Anger

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Anger

Allecto
one of the three Furies, vengeful deities who punish evil-doers. [Gk. Myth.: Zimmerman, 274]
Almeira
scorned woman like whom “hell hath no fury.” [Br. Drama: The Mourning Bride]
Belinda
furious over loss of lock of hair. [Br. Lit.: Rape of the Lock]
Bernardo
enraged that member of a rival street-gang is making advances to his sister. [Am. Musical: West Side Story]
Brunhild
furiously vengeful concerning Kriemhild’s accusations of promiscuity. [Ger. Lit.: Nibelungenlied]
Erinyes
(the Furies) angry and avenging deities who pursue evil-doers. [Gk. Myth.: Leach, 347]
Fudd, Elmer
hapless man seethes over Bugs Bunny’s antics. [Comics: “Bugs Bunny” in Horn, 140]
Hera
(Rom. Juno) angry at Zeus’s illicit sexual pleasure. [Gk. Myth.: Leach, 563]
Herod
angry at wise men’s disobedience, orders slaughter of male infants. [N.T.: Matthew 2:16–17]
Hulk, the
character whose anger transforms him into monster. [Comics: Horn, 324–325]
Megaera
one of the three Furies, vengeful deities who punish evil-doers. [Gk. Myth.: Zimmerman, 274]
Nemesis
goddess of vengeance. [Gk. Myth.: Zimmerman, 173]
Oronte
takes offense at Alceste’s criticism of sonnet. [Fr. Lit.: The Misanthrope]
Othello
smothers wife, Desdemona, in paroxysm of rage over her suspected adultery. [Br. Lit.: Othello]
Rumpelstiltskin
stamps ground in rage over lass’s discovery of his name. [Ger. Fairy Tale: Rumpelstiltskin]
Tisiphone
one of the three Furies, vengeful deities who punish evil-doers. [Gk. Myth.: Zimmerman, 274]
Volumnia
“in anger, Junolike.” [Br. Lit.: Coriolanus]
whin
indicates fury. [Flower Symbolism: Flora Symbolica, 178]

Anger

(dreams)
This may be a carry-over from your daily life. In our dreams we can experience and express such feelings safely. Feeling great anger in your dream may be disturbing but pay attention to it and attempt to deal with all of your emotions in a more appropriate and productive manner. On a side note, many Jungian analysts believe that the emotions that we experience in dreams are not reliable, may have the opposite meaning, and in general should not be the only thing considered when interpreting a dream.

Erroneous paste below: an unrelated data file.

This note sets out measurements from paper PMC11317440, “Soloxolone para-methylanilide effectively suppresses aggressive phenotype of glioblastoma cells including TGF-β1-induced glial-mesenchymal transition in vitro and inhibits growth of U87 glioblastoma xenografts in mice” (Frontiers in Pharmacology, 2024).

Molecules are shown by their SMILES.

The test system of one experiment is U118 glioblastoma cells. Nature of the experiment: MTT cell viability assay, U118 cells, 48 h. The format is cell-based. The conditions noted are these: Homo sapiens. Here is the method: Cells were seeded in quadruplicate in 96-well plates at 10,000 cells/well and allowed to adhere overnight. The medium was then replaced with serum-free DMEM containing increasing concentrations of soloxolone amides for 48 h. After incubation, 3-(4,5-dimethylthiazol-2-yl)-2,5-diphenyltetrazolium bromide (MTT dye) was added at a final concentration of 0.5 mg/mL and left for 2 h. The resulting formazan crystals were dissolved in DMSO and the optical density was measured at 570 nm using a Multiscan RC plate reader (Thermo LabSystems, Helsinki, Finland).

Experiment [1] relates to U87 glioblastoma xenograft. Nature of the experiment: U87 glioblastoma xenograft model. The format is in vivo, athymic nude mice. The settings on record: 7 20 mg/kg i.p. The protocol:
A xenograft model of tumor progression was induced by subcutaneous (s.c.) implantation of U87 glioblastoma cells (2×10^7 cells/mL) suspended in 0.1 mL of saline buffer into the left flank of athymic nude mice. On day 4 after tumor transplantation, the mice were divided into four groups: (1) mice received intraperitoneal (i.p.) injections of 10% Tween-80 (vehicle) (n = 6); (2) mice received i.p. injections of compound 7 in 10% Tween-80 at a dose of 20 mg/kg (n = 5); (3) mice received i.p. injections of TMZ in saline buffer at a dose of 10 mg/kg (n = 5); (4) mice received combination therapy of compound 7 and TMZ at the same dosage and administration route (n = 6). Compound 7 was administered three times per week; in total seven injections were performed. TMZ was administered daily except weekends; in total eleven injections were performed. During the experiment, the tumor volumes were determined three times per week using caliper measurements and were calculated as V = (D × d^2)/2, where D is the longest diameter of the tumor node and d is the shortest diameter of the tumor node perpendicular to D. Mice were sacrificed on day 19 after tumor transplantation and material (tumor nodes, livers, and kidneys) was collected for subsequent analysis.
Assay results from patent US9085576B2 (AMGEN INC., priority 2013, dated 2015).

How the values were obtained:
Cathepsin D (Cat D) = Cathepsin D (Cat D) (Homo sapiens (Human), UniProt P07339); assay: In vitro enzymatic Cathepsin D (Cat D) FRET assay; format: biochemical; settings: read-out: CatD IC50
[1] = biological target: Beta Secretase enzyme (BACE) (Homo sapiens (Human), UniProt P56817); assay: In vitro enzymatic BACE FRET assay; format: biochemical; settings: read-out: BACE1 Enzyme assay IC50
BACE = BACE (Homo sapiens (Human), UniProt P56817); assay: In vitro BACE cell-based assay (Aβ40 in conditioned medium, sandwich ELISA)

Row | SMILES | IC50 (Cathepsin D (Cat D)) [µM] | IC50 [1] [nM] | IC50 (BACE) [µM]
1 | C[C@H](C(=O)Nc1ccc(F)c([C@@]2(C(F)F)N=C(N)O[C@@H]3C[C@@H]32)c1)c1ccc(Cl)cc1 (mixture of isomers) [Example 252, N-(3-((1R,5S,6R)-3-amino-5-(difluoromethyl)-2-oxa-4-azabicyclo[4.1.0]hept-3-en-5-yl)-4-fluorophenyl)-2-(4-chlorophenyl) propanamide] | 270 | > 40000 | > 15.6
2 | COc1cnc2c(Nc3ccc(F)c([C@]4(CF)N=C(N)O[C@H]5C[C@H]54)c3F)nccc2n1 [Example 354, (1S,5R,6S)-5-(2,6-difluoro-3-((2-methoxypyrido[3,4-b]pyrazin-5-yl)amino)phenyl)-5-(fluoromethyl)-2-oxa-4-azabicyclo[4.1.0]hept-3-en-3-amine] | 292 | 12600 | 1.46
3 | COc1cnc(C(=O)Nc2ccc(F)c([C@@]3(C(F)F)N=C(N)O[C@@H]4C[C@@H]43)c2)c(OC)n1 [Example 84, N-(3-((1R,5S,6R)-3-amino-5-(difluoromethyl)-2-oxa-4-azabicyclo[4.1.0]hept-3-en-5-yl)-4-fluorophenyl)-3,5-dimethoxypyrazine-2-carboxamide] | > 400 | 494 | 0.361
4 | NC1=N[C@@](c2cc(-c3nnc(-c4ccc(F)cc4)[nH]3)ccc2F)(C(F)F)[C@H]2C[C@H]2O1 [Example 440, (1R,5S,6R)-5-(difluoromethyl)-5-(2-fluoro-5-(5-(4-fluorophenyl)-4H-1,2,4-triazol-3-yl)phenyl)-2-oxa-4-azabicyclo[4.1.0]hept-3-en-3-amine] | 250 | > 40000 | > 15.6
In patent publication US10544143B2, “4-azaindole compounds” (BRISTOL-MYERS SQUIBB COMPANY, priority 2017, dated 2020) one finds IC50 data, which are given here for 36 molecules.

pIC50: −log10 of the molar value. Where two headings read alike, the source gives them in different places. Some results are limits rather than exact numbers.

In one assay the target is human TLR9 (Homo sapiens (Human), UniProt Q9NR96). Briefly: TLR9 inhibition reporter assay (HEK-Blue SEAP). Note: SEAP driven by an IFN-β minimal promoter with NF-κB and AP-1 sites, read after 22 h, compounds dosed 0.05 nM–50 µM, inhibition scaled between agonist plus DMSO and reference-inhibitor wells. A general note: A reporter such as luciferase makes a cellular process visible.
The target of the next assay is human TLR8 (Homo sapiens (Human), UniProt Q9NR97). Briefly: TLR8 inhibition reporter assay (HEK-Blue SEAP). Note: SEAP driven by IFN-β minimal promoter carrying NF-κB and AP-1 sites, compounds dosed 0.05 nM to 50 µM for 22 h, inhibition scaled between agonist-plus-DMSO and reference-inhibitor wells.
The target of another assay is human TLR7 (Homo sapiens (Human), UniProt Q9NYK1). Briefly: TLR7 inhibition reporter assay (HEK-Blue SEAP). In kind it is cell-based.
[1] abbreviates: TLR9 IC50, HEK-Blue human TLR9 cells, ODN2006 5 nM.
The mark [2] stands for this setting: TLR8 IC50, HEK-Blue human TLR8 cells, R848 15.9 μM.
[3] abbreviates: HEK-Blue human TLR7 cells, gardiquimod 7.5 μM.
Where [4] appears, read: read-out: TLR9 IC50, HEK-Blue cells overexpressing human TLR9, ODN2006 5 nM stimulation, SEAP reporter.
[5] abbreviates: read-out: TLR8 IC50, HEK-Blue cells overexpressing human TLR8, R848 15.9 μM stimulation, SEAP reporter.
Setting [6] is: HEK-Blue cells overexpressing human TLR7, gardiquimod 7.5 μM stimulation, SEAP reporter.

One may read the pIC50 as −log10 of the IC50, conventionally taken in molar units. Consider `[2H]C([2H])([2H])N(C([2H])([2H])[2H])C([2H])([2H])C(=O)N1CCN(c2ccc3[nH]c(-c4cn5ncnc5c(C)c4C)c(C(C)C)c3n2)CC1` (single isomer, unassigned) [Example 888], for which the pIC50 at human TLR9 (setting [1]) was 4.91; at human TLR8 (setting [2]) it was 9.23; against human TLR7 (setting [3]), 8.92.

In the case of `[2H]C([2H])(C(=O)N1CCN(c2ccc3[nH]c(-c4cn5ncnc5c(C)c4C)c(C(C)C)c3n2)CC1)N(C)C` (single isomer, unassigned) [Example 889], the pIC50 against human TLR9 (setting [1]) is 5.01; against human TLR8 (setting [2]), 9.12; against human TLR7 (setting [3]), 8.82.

References in classic literature ?
He looked angrily at the clergyman, now distracted by the charms of Lady Brandon, whose scorn, as she surveyed the crowd, expressed itself by a pout which became her pretty lips extremely.
Sir Charles, who, waiting to speak, had been repeatedly baffled by the hasty speeches of his wife and the unhesitating replies of Trefusis, now turned angrily upon her, saying:
Alice was beginning very angrily, but the Hatter and the March Hare went `Sh
Then the King went angrily to the cook, and scolded him, and asked him why he had not done what he was told.
He tried to think what it was like; at first he thought of pea soup; but, driving away that idea angrily, he thought of the petals of a yellow rosebud when you tore it to pieces before it had burst.
Epanchin angrily, surprised at his tone; "well, what more?
The plump boy ran after them angrily, as if vexed that their program had been disturbed.
This tunnel is terribly dusty," he growled, angrily.
The shaggy man flew after them, head first, and lighted in a heap beside Toto, who, being much excited at the time, seized one of the donkey ears between his teeth and shook and worried it as hard as he could, growling angrily.
But when I think of that child, doomed to lifelong misery, and when I think that maybe in my hands lies a chance of escape, but for that confounded nonsense we call pride and professional etiquette, I--" He did not finish his sentence, but with his hands thrust deep into his pockets, he turned and began to tramp up and down the room again, angrily.
Yes, I was of Kiev," Kritsky replied angrily, his face darkening.
I mean to say that I shouldn't,' replied Tom, angrily.